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Cadillac Eldorado

The Cadillac Eldorado is known for its commitment to luxury and performance. Throughout its life, it experienced many revisions to satisfy its growing audience as it was hailed as one of Cadillac's most successful ventures.

More on the Cadillac Eldorado
Cadillac Eldorado Origins

The name "Eldorado" derived from urban legend. "El Dorado" was referred to as "the golden one," a name given to the chief of a South American Indian tribe and a wealthy kingdom in South America. Sir Walter Raleigh of England searched for this legendary wealthy city but like others, returned empty handed. General Motors adopted the name, and the Cadillac Eldorado was born.

Known as the longest-running personal luxury car in America, the Eldorado outlived much of its competition throughout its long life from 1953 to 2002. The vehicle remained one of the top Cadillac choices and was introduced in 1953 as a convertible with a focus on luxury. It suffered a slow start, however, mainly because it was priced $2,000 higher than the expensive Fleetwood 75 Imperial eight-passenger limousine and $4,250 more than the Corvette.

The lack of sales prompted Cadillac to tone down the Eldorado in 1954 and offer it at a more reasonable price point. Sales increased dramatically as a result of this strategic decision.

About the Cadillac Eldorado

Over the years, the Eldorado developed a following of car enthusiasts who appreciated the power of its V-8 engines along with Cadillac's luxury and sophistication.

Some of the greatest achievements as well as failures will forever be etched in Cadillac's history. In 1981, Cadillac introduced its V-8-6-4 variable displacement V-8 engine, which was a new technology that shut down individual cylinders based on engine loads. In theory, the idea seemed successful, but in reality, it led to an embarrassing fiasco and a mechanical nightmare for Cadillac.

Despite its failures, the Cadillac Eldorado is also known for its career highpoints. From 1957-58, Cadillac manufactured one of the most treasured cars in its lineup, the Eldorado Brougham, of which only 704 were manufactured.

Cadillac Eldorado Features

The 2002 Cadillac Eldorado was manufactured as a "Collector Series" to commemorate its 50 year history. The vehicle was built on its ETC trim option and available in two colors, Alpine White or Aztec Red. The colors were a tribute to the original 1953 model that introduced the Eldorado to a large market of future, loyal customers. They included monogrammed seats and two-tone interior trim.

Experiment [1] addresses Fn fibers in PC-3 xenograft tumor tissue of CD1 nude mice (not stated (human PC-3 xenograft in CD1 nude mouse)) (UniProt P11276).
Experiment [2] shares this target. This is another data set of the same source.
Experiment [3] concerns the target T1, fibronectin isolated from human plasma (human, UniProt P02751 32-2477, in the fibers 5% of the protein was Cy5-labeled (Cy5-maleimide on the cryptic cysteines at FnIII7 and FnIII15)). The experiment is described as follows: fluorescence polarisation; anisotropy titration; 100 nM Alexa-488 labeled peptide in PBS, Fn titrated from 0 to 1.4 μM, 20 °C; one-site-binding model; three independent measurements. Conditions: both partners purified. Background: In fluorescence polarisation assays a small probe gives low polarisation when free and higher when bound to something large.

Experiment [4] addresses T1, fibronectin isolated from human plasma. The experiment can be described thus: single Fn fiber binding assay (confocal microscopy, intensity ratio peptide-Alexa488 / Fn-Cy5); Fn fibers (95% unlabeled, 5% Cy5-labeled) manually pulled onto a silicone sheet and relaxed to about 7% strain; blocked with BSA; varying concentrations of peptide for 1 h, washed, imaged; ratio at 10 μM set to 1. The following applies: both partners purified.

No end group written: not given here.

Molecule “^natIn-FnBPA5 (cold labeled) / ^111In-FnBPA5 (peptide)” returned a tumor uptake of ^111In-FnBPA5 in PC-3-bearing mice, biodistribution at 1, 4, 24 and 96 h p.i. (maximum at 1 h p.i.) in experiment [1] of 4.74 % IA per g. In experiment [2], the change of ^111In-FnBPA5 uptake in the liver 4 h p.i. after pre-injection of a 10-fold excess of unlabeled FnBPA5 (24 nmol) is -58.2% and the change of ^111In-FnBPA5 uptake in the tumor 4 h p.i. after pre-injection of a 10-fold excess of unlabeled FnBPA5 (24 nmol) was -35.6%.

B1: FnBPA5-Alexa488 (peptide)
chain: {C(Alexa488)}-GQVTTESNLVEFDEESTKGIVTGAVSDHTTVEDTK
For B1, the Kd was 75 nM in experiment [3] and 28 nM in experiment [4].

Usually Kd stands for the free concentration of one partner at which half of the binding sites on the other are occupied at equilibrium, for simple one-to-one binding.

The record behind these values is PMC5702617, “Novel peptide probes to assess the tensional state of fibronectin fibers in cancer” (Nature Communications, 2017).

The 2002 Eldorado two-door coupe boasted high luxury with solid performance. The 4.6-liter, twin-cam Northstar V-8 engine provided a powerful yet silky smooth ride and standard features like CVRSS (Continuously Variable Road-Sensing Suspension), and the StabiliTrak stability control system paid homage to Cadillac's success with introducing new technology into its vehicles.

Only 1,600 of these special 2002 models were manufactured. The models signaled a farewell to the brand that will forever be recognized for bringing luxury to convertibles and performance to the refined vehicle market.

Cadillac Eldorado Evolution

The 1953 Cadillac Eldorado was the first model to hit the assembly line, and though it failed in sales due to its high price, it set the standard for the next 50 years. Mechanical, interior, and exterior revisions to the car helped the Eldorado redeem itself in 1954, and by 1958 it reached a pinnacle with the manufacture of its limited edition Brougham.

The year 1959 will forever be an iconic year for the Eldorado with its large tail fins, long hood, heavy chrome, and clunky exterior. The 1959 model also included a 390-cubic-inch V-8 engine that was also seen in its 1960 model.

Some of the biggest changes to the Eldorado came in 1967 with front-wheel drive. For the first time in Cadillac's history, this coupe was not accompanied by an identical sedan. This vehicle was the only Eldorado coupe that was not manufactured as a convertible and is touted as one of the most beautiful Eldorado designs, credit to General Motors designer, Bill Mitchell.

The next 25 years were successful for the Cadillac Eldorado even with some bumps along the way. Towards the end of the 1980s, the Eldorado lost steam, and by 1992, Cadillac decided to give it a major overhaul. The 1992 Eldorado had a modern and stylish feel and received some high marks in the performance category with the addition of the DOHC 32-valve all-aluminum 4.6-liter Northstar V-8.

Despite the fact that the end was near, Cadillac went out with a bang by manufacturing a limited number of 2002 models to augment its half century of success in the automobile industry.

Select a Cadillac Eldorado Year

2002 Cadillac Eldorado

Coupe, Luxury

The 2002 model year marks the 50th model year for the Cadillac Eldorado, and also its last model year.

2001 Cadillac Eldorado

Coupe, Luxury

The Cadillac Eldorado is a luxury car that has been in production since 1954.

2000 Cadillac Eldorado

Coupe, Luxury

The 2000 Cadillac Eldorado is a luxury car that has been in production since 1953.

1999 Cadillac Eldorado

Coupe, Luxury

The Cadillac Eldorado is the longest running and bestselling luxury coupe in the United States.

1998 Cadillac Eldorado

Coupe, Luxury

The 1998 Cadillac Eldorado has a coupe body style that is available in two models: the base model and the Touring.

1996 Cadillac Eldorado

Coupe, Luxury

The Cadillac Eldorado helped to keep the automaker from fading away with a redesign in 1992.

1995 Cadillac Eldorado

Coupe, Luxury

The 1995 Cadillac Eldorado is luxury car manufactured by General Motors and was introduced in 1953, making it one of the longest running personal luxury cars in the United States.

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